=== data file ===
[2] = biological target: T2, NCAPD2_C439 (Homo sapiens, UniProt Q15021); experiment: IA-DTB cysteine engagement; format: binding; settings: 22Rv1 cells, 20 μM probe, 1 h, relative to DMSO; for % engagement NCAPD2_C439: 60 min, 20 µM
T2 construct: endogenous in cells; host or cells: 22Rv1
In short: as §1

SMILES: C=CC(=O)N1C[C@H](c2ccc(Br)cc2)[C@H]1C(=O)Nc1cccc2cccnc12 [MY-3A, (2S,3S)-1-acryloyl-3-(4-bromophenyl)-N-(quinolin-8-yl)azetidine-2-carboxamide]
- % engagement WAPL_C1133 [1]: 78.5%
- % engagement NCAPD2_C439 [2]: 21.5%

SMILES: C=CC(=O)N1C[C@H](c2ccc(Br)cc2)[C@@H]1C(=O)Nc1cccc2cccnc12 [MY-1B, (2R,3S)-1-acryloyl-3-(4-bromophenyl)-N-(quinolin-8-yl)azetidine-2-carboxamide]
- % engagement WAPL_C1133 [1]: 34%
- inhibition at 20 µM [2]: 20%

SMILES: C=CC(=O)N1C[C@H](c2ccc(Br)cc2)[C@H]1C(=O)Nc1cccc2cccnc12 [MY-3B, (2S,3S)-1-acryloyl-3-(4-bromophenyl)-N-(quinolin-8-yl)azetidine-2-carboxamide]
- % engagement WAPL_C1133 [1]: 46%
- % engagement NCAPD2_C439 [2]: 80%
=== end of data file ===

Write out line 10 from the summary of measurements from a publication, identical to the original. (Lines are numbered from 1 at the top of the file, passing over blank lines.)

SMILES: C=CC(=O)N1C[C@H](c2ccc(Br)cc2)[C@H]1C(=O)Nc1cccc2cccnc12 [MY-3B, (2S,3S)-1-acryloyl-3-(4-bromophenyl)-N-(quinolin-8-yl)azetidine-2-carboxamide]